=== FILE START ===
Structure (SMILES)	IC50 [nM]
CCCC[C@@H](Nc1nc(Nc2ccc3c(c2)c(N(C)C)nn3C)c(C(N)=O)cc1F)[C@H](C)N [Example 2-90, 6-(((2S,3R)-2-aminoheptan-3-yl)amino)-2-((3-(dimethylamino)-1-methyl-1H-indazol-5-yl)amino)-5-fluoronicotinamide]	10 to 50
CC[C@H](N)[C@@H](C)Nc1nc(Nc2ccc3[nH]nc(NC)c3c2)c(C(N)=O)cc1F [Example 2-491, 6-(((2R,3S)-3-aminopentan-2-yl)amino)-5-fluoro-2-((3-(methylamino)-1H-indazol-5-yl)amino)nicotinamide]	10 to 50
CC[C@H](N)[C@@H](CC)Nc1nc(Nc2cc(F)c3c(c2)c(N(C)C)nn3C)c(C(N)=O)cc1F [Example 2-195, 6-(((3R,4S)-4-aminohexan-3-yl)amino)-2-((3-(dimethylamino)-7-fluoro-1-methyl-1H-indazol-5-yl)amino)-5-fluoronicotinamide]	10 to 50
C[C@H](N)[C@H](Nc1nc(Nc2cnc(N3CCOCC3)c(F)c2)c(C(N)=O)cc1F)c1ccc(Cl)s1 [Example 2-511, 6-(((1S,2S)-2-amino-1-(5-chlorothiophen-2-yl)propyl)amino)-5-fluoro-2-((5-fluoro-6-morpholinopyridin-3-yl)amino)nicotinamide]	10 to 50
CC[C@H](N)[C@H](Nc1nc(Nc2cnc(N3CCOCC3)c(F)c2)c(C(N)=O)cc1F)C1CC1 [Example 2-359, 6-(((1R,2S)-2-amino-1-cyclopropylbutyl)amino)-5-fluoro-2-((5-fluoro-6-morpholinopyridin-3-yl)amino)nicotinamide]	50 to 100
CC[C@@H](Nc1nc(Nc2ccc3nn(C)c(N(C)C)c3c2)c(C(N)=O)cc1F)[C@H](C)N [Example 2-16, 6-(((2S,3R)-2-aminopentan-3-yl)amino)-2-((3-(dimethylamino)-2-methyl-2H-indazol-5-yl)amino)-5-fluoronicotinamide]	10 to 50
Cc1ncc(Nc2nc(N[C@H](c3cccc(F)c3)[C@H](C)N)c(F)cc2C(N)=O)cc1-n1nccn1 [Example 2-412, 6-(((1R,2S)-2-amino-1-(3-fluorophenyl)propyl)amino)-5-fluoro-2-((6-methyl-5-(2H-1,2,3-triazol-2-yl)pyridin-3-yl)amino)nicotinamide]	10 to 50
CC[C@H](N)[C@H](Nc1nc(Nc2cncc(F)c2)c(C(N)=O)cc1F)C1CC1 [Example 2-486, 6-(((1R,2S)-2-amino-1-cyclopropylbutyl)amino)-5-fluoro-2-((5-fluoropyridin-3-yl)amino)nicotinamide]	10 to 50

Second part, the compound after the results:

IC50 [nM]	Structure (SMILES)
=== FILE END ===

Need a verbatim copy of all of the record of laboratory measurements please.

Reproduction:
Structure (SMILES)	IC50 [nM]
CCCC[C@@H](Nc1nc(Nc2ccc3c(c2)c(N(C)C)nn3C)c(C(N)=O)cc1F)[C@H](C)N [Example 2-90, 6-(((2S,3R)-2-aminoheptan-3-yl)amino)-2-((3-(dimethylamino)-1-methyl-1H-indazol-5-yl)amino)-5-fluoronicotinamide]	10 to 50
CC[C@H](N)[C@@H](C)Nc1nc(Nc2ccc3[nH]nc(NC)c3c2)c(C(N)=O)cc1F [Example 2-491, 6-(((2R,3S)-3-aminopentan-2-yl)amino)-5-fluoro-2-((3-(methylamino)-1H-indazol-5-yl)amino)nicotinamide]	10 to 50
CC[C@H](N)[C@@H](CC)Nc1nc(Nc2cc(F)c3c(c2)c(N(C)C)nn3C)c(C(N)=O)cc1F [Example 2-195, 6-(((3R,4S)-4-aminohexan-3-yl)amino)-2-((3-(dimethylamino)-7-fluoro-1-methyl-1H-indazol-5-yl)amino)-5-fluoronicotinamide]	10 to 50
C[C@H](N)[C@H](Nc1nc(Nc2cnc(N3CCOCC3)c(F)c2)c(C(N)=O)cc1F)c1ccc(Cl)s1 [Example 2-511, 6-(((1S,2S)-2-amino-1-(5-chlorothiophen-2-yl)propyl)amino)-5-fluoro-2-((5-fluoro-6-morpholinopyridin-3-yl)amino)nicotinamide]	10 to 50
CC[C@H](N)[C@H](Nc1nc(Nc2cnc(N3CCOCC3)c(F)c2)c(C(N)=O)cc1F)C1CC1 [Example 2-359, 6-(((1R,2S)-2-amino-1-cyclopropylbutyl)amino)-5-fluoro-2-((5-fluoro-6-morpholinopyridin-3-yl)amino)nicotinamide]	50 to 100
CC[C@@H](Nc1nc(Nc2ccc3nn(C)c(N(C)C)c3c2)c(C(N)=O)cc1F)[C@H](C)N [Example 2-16, 6-(((2S,3R)-2-aminopentan-3-yl)amino)-2-((3-(dimethylamino)-2-methyl-2H-indazol-5-yl)amino)-5-fluoronicotinamide]	10 to 50
Cc1ncc(Nc2nc(N[C@H](c3cccc(F)c3)[C@H](C)N)c(F)cc2C(N)=O)cc1-n1nccn1 [Example 2-412, 6-(((1R,2S)-2-amino-1-(3-fluorophenyl)propyl)amino)-5-fluoro-2-((6-methyl-5-(2H-1,2,3-triazol-2-yl)pyridin-3-yl)amino)nicotinamide]	10 to 50
CC[C@H](N)[C@H](Nc1nc(Nc2cncc(F)c2)c(C(N)=O)cc1F)C1CC1 [Example 2-486, 6-(((1R,2S)-2-amino-1-cyclopropylbutyl)amino)-5-fluoro-2-((5-fluoropyridin-3-yl)amino)nicotinamide]	10 to 50

Second part, the compound after the results:

IC50 [nM]	Structure (SMILES)